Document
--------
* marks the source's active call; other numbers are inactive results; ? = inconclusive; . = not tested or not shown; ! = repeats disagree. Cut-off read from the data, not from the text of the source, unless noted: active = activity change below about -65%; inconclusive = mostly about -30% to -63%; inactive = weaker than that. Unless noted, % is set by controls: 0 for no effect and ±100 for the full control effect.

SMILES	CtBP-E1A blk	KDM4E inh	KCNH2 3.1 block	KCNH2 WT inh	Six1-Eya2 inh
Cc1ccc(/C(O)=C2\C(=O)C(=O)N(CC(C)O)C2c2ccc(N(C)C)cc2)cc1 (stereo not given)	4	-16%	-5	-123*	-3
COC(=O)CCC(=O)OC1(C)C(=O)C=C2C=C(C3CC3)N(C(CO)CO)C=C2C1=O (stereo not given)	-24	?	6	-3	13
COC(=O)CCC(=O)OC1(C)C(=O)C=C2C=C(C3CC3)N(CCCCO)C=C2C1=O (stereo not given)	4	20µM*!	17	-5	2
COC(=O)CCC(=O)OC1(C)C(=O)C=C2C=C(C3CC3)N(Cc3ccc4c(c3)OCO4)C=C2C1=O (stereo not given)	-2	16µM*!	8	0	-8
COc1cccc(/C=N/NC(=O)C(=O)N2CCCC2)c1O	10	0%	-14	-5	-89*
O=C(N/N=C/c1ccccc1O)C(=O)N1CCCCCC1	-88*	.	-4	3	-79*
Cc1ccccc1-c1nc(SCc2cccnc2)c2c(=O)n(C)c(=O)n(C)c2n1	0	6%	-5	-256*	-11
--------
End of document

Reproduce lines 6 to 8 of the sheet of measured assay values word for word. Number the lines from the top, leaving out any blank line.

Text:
COC(=O)CCC(=O)OC1(C)C(=O)C=C2C=C(C3CC3)N(Cc3ccc4c(c3)OCO4)C=C2C1=O (stereo not given)	-2	16µM*!	8	0	-8
COc1cccc(/C=N/NC(=O)C(=O)N2CCCC2)c1O	10	0%	-14	-5	-89*
O=C(N/N=C/c1ccccc1O)C(=O)N1CCCCCC1	-88*	.	-4	3	-79*